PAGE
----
1. Pre-fabricated E-House modules – An E-House is a pre-configured and pre-packaged modular electrical and control center enclosed in a container at the factory. The equipment residing within the module–smart transformers, uninterruptible power supplies (UPS), busways, MV switchgear, LV switchboards, variable speed drives (VSD), HVAC and control systems–are all digitally connected to enable remote monitoring. Such systems allow for much more efficient energy distribution. These self-enclosed solutions are pre-designed with sustainability and safety in mind, meet international standards and local regulations, and can be rapidly configured and delivered to accommodate aggressive project implementation timelines.
  2. Advanced asset management – As key Mining, Minerals, and Metals assets age, component wear leads to less efficient operations and higher instances of failure. Digital tools, such as EcoStruxure Asset Advisor, offer the ability to anticipate and address equipment performance issues before they become critical incidents, thereby mitigating safety risks, avoiding unplanned downtime, and the related energy-intensive and time-consuming restart procedures. It helps also extend the asset lifecycle, reducing waste.
  3. Digitized power quality analysis– Cloud-based tools now can help operations managers quickly sift through power system data using advanced algorithms that offer new insights into hidden problems. Tools such as EcoStruxure Power Advisor, for example, can identify issues such as poor power factor, blind spots caused by unmetered loads, transformer overcapacity, and excessive voltage harmonics. Quickly addressing these issues through a cloud-based diagnostic service lowers overall energy consumption while improving power system reliability.

Digitization measures that improve yield efficiency of green operations

As energy consumption is reduced via digitization tools that enhance electrical systems efficiency, a broader scope of digital-driven production efficiency tools can help further supplement CO2 emission reduction efforts through enhanced operations. Digital architectures are now in places that allow Mining, Minerals, and Metals industries to more easily integrate information technology (IT) and operations technology (OT) across multiple systems and sites. These digital architectures, such as EcoStruxure Plant Advisor, have been put into place to deliver real-time insights across information silos and are focused on monitoring the critical KPIs needed for business optimization, allowing optimizing resources usage such as energy Core production and business risks can be controlled in real-time via cloud, edge, and on-premise solutions. Operators can view cloud-connected critical data anytime, anywhere from any device. Resiliency and visibility are improved through live sensor data, predictive analytics, and smart alarming. Operators also have access to experts who monitor connected assets 24/7.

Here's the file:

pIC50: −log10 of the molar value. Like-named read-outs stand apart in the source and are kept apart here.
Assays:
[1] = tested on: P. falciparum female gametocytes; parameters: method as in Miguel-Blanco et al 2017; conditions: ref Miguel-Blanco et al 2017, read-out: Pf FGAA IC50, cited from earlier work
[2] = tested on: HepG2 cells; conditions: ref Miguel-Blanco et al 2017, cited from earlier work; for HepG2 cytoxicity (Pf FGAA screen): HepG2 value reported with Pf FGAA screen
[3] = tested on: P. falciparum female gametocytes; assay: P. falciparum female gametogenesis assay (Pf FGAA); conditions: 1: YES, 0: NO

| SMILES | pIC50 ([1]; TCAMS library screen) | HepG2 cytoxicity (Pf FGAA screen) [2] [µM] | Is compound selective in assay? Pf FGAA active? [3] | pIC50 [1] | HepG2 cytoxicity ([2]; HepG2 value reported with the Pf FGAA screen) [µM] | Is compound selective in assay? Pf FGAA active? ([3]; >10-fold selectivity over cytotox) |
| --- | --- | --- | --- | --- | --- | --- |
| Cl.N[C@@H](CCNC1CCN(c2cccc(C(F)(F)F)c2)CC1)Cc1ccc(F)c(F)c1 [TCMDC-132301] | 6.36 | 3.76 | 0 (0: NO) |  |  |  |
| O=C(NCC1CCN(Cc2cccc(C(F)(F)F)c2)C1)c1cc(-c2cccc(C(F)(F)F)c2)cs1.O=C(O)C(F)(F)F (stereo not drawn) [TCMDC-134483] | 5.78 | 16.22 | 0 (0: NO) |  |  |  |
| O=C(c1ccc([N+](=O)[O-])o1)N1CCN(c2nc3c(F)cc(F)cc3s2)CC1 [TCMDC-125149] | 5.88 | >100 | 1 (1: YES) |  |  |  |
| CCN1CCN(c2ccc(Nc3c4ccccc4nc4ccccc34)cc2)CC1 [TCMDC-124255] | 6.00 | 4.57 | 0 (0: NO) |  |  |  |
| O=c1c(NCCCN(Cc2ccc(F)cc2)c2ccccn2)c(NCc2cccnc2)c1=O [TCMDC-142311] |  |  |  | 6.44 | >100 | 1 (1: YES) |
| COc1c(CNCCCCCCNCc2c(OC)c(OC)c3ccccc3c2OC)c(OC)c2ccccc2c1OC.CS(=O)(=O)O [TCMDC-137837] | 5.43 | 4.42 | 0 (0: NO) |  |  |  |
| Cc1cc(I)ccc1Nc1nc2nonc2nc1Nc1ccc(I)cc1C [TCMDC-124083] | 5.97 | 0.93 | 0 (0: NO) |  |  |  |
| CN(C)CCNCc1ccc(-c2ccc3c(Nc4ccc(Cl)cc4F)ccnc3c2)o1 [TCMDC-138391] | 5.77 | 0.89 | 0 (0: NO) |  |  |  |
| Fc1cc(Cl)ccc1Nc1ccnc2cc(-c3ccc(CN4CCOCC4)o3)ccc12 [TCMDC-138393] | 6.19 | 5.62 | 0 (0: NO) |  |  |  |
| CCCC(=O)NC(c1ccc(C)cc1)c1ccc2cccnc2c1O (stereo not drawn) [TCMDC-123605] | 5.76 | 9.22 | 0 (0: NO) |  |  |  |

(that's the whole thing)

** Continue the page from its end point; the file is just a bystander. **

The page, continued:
Other approaches such as integrated operations management help to more easily capture and analyze energy data across the various stages of the value chain and optimize the usage by reducing waste such as unnecessary processing stops and starts and coordination between processes. As a result, sustainability reporting becomes significantly more precise. This data enables the generation of an energy consumption baseline, balancing energy distribution within the plant, documentation of energy performance data, comparison of facilities to each other, and analysis of how energy-saving initiatives and investments drive positive sustainability impact.

For more information

To learn more about how Mining, Minerals, and Metals companies can accelerate their carbon emissions reductions, download the new Schneider Electric e-guide “Five innovative approaches to resource sustainability.”